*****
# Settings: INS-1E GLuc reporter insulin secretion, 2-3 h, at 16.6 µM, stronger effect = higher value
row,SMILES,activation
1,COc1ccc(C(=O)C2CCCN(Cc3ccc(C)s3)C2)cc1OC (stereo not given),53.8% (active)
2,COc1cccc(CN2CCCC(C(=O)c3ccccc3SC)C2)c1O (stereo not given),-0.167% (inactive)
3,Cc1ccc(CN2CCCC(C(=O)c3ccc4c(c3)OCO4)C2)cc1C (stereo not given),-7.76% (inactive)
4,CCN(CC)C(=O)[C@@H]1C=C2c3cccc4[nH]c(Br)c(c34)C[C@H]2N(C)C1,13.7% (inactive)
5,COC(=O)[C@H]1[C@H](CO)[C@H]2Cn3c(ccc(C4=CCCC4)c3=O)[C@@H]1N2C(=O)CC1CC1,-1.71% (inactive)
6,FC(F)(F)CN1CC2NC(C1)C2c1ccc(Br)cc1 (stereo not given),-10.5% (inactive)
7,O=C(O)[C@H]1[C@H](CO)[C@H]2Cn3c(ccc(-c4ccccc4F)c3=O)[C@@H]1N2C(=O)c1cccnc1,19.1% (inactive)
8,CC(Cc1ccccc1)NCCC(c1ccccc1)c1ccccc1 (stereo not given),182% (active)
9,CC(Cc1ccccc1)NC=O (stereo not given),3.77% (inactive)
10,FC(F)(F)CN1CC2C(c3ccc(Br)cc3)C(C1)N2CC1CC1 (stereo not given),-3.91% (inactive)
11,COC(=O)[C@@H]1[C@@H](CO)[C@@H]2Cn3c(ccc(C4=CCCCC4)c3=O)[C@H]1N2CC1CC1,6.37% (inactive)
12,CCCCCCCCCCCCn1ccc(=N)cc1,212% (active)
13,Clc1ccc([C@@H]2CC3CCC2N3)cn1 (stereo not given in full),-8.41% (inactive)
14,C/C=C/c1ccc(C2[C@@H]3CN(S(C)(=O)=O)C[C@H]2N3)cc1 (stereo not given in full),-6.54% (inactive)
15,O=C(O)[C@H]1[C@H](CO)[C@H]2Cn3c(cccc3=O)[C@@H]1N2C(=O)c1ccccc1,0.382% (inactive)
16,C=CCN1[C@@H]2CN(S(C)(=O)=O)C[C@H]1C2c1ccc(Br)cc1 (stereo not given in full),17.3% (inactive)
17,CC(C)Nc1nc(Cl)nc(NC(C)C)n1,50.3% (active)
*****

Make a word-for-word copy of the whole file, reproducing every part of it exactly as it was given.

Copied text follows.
# Settings: INS-1E GLuc reporter insulin secretion, 2-3 h, at 16.6 µM, stronger effect = higher value
row,SMILES,activation
1,COc1ccc(C(=O)C2CCCN(Cc3ccc(C)s3)C2)cc1OC (stereo not given),53.8% (active)
2,COc1cccc(CN2CCCC(C(=O)c3ccccc3SC)C2)c1O (stereo not given),-0.167% (inactive)
3,Cc1ccc(CN2CCCC(C(=O)c3ccc4c(c3)OCO4)C2)cc1C (stereo not given),-7.76% (inactive)
4,CCN(CC)C(=O)[C@@H]1C=C2c3cccc4[nH]c(Br)c(c34)C[C@H]2N(C)C1,13.7% (inactive)
5,COC(=O)[C@H]1[C@H](CO)[C@H]2Cn3c(ccc(C4=CCCC4)c3=O)[C@@H]1N2C(=O)CC1CC1,-1.71% (inactive)
6,FC(F)(F)CN1CC2NC(C1)C2c1ccc(Br)cc1 (stereo not given),-10.5% (inactive)
7,O=C(O)[C@H]1[C@H](CO)[C@H]2Cn3c(ccc(-c4ccccc4F)c3=O)[C@@H]1N2C(=O)c1cccnc1,19.1% (inactive)
8,CC(Cc1ccccc1)NCCC(c1ccccc1)c1ccccc1 (stereo not given),182% (active)
9,CC(Cc1ccccc1)NC=O (stereo not given),3.77% (inactive)
10,FC(F)(F)CN1CC2C(c3ccc(Br)cc3)C(C1)N2CC1CC1 (stereo not given),-3.91% (inactive)
11,COC(=O)[C@@H]1[C@@H](CO)[C@@H]2Cn3c(ccc(C4=CCCCC4)c3=O)[C@H]1N2CC1CC1,6.37% (inactive)
12,CCCCCCCCCCCCn1ccc(=N)cc1,212% (active)
13,Clc1ccc([C@@H]2CC3CCC2N3)cn1 (stereo not given in full),-8.41% (inactive)
14,C/C=C/c1ccc(C2[C@@H]3CN(S(C)(=O)=O)C[C@H]2N3)cc1 (stereo not given in full),-6.54% (inactive)
15,O=C(O)[C@H]1[C@H](CO)[C@H]2Cn3c(cccc3=O)[C@@H]1N2C(=O)c1ccccc1,0.382% (inactive)
16,C=CCN1[C@@H]2CN(S(C)(=O)=O)C[C@H]1C2c1ccc(Br)cc1 (stereo not given in full),17.3% (inactive)
17,CC(C)Nc1nc(Cl)nc(NC(C)C)n1,50.3% (active)